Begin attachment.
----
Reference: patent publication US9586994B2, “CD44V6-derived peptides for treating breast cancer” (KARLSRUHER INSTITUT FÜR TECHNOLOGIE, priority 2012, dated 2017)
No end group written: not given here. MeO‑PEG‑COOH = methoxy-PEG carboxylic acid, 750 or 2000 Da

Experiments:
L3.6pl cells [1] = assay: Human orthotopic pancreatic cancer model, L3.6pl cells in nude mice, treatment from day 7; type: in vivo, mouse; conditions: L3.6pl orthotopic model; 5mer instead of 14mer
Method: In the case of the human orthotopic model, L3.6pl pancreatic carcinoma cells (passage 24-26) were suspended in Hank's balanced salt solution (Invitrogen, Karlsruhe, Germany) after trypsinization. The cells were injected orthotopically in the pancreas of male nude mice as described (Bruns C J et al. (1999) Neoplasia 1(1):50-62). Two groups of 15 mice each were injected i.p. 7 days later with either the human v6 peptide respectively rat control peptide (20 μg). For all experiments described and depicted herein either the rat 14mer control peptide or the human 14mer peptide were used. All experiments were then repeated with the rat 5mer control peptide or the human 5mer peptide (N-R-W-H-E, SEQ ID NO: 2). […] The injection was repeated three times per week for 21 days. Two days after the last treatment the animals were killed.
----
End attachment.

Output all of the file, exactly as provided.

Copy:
Reference: patent publication US9586994B2, “CD44V6-derived peptides for treating breast cancer” (KARLSRUHER INSTITUT FÜR TECHNOLOGIE, priority 2012, dated 2017)
No end group written: not given here. MeO‑PEG‑COOH = methoxy-PEG carboxylic acid, 750 or 2000 Da

Experiments:
L3.6pl cells [1] = assay: Human orthotopic pancreatic cancer model, L3.6pl cells in nude mice, treatment from day 7; type: in vivo, mouse; conditions: L3.6pl orthotopic model; 5mer instead of 14mer
Method: In the case of the human orthotopic model, L3.6pl pancreatic carcinoma cells (passage 24-26) were suspended in Hank's balanced salt solution (Invitrogen, Karlsruhe, Germany) after trypsinization. The cells were injected orthotopically in the pancreas of male nude mice as described (Bruns C J et al. (1999) Neoplasia 1(1):50-62). Two groups of 15 mice each were injected i.p. 7 days later with either the human v6 peptide respectively rat control peptide (20 μg). For all experiments described and depicted herein either the rat 14mer control peptide or the human 14mer peptide were used. All experiments were then repeated with the rat 5mer control peptide or the human 5mer peptide (N-R-W-H-E, SEQ ID NO: 2). […] The injection was repeated three times per week for 21 days. Two days after the last treatment the animals were killed.